In the first six months of this year we've already seen an abundance of fantastic cookbooks and food writing, but we narrowed it down to 20 favorites for our list of the best of 2019 so far. Our number one pick is Ruth Reichl's Save Me the Plums, a fascinating account of Reichl's life and time as editor-in-chief of Gourmet magazine.
Besides Save Me the Plums, our list this year has an unusually high number of spots occupied by stories of the culinary world, including Notes from a Young Black Chef by the winner of the 2019 James Beard Foundation Award for Rising Star Chef of the Year, Kwame Onwuachi. 2019 is shaping up to be the year of great food writing, with more to come this fall.
The cookbooks on our top 20 list cover cuisines from around the globe, including Palestine, Mexico City, and the Black Sea. The list also includes the latest from seasoned authors (Mark Bittman, José Andrés) side-by-side with new faces in cookbooks. So many great dishes await...
Below are the first five books on our best of 2019 so far list, and you can see all twenty here.
Save Me the Plums: My Gourmet Memoir by Ruth Reichl
Save Me the Plums is not only our number one for cookbooks and food writing, but it's also on our list for the overall top 10 best books of 2019 so far. Reichl is candid, funny, and welcomes readers into a pivotal time in her life as if she's someone you've known for years. This is a book many of us read in one sitting.
Zaitoun: Recipes from the Palestinian Kitchen by Yasmin Khan
Okay, so let's just start with this incredibly gorgeous cover. A beautiful beginning sets the tone, and Yasmin Khan does not disappoint when it comes to the interior. 80 recipes from modern Palestine introduce home cooks to the foods you'll find across the varied region. Definitely a special cookbook for the shelf.
Vegetables Unleashed: A Cookbook by Jose Andres
Chef José Andrés really goes all out in this vegetable cookbook and his passion for fruits and vegetables is infectious. Andrés's recipes detail both the magic of a simple ingredient with minimal preparation, and also the endless possibilities of plant based dishes. Andrés includes chapters for each season and doesn't limit himself to the usual farmer's market fare. If there's one cookbook that will get us embracing veggies (including "the salad of the sea") at home, this is the one to do it.
Son of a Southern Chef: Cook with Soul by Lazarus Lynch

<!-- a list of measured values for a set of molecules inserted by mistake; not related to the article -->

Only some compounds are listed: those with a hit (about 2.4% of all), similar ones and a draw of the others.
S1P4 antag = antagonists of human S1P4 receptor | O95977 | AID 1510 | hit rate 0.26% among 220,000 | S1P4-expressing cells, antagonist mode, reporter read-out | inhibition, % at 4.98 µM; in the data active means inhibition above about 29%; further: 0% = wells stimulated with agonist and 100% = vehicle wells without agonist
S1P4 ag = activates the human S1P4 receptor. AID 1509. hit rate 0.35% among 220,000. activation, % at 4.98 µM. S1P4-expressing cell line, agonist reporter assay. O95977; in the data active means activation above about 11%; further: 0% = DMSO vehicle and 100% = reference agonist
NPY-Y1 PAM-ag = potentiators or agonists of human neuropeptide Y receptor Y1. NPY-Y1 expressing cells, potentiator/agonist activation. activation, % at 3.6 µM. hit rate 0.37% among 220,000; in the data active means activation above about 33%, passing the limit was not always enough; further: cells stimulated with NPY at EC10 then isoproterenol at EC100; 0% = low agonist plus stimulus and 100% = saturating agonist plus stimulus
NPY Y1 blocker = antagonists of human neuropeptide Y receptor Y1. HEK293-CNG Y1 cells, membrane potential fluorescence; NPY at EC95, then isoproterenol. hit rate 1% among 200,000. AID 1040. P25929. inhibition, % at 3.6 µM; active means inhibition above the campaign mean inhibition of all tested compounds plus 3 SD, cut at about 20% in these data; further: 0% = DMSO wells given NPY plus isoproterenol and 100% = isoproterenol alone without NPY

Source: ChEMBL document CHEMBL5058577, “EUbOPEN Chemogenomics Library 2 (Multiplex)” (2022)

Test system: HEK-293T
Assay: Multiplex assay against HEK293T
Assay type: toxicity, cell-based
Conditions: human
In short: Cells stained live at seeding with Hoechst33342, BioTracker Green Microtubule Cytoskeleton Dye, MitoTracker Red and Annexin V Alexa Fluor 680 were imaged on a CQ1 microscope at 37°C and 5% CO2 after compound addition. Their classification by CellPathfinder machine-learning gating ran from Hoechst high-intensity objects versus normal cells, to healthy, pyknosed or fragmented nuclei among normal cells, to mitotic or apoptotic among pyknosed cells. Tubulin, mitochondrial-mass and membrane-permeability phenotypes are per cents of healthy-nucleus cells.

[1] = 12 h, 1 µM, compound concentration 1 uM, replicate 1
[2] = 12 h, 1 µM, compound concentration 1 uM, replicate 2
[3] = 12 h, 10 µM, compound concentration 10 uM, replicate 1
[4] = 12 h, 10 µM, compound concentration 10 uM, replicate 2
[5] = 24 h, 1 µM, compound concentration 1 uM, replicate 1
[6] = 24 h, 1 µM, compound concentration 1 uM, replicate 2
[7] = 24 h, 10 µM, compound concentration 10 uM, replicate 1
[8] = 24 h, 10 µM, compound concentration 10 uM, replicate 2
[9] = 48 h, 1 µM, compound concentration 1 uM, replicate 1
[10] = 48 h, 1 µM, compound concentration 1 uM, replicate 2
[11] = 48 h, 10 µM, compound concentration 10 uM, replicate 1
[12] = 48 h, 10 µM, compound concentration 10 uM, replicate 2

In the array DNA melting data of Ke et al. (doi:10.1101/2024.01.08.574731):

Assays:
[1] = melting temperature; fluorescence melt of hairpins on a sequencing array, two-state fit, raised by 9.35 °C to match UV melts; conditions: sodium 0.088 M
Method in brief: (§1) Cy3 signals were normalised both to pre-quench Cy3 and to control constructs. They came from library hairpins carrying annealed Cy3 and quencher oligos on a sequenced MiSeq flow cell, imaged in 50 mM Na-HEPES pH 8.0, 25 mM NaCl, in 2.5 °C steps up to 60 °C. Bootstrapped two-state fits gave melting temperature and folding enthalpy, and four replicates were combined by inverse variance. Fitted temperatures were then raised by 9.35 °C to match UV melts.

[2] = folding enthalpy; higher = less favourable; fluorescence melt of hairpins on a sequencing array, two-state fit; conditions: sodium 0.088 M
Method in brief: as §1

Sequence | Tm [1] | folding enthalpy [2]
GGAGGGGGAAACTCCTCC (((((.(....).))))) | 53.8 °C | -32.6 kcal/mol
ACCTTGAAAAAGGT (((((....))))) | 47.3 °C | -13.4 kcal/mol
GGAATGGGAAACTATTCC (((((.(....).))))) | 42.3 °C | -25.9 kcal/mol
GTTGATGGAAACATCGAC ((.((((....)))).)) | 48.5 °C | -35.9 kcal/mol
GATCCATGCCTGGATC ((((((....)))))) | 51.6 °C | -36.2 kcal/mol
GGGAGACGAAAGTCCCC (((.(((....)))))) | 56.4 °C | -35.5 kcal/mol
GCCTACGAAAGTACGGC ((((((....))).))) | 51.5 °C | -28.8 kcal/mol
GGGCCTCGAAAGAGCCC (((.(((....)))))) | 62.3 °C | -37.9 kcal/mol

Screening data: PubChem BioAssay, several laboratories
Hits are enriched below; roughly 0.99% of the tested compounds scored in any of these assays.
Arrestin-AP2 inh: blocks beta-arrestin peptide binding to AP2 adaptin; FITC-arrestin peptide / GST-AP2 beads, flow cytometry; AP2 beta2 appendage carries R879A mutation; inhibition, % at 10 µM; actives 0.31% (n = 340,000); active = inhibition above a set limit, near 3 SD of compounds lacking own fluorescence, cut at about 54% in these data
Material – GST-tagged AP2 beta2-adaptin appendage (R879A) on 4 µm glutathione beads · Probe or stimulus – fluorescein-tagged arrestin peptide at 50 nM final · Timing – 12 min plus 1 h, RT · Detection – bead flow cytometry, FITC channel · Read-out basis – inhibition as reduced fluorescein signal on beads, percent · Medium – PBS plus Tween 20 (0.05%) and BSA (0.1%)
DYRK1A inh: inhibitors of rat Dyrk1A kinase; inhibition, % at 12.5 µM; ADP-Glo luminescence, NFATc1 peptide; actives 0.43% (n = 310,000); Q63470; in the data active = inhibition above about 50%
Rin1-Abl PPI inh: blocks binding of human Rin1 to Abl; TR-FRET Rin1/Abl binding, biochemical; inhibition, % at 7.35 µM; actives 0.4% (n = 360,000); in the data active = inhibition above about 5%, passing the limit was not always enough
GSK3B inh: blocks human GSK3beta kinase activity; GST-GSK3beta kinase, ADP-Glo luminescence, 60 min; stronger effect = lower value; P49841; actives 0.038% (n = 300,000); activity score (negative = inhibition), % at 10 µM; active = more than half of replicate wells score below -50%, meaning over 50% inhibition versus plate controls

Cookbook newcomer Lazarus Lynch has created a tome with as much bright, fun, personality as the man himself. The photos are wildly creative, and Lynch's food mouth-watering. Every recipe I've made from Son of a Southern Chef has been delicious and one I will put on repeat. Lynch got his passion for cooking from his father and he shares his introduction to the kitchen and his style, fusing southern and Caribbean cuisine, throughout the book. Son of a Southern Chef is not a cookbook that will take up space on your shelf because it will be on the counter, splattered with food and sauce, making you happy. *Check back next week for a recipe and an exclusive piece from Lynch on the Amazon Book Review.
Another cookbook debut we love is The Prairie Homestead Cookbook, from popular blogger Jill Winger. Winger's book includes 100+ recipes for creating beloved comfort foods using whole ingredients. You won't need to hunt down anything special for Winger's dishes, but they will absolutely taste special. Winger also includes a treasure trove of tips, stories, and know-how, for those wanting to incorporate a bit (or a lot) of homesteader lifestyle into their world. Regardless of whether you grow your own or hit your local produce aisle, Winger's focus is on making good food that feeds the soul.
Looking for more? You might also like:
- Ruth Reichl on "Save Me the Plums"
- Recipe Road Test: Creamy Chicken Noodle Soup from "The Prairie Homestead Cookbook"
- Other posts on Eating + Drinking
- Best Cookbooks of the Month
- Best Cookbooks of 2019 so far
Sign up for the Amazon Book Review: Best books of the month * author interviews * the reading life * and more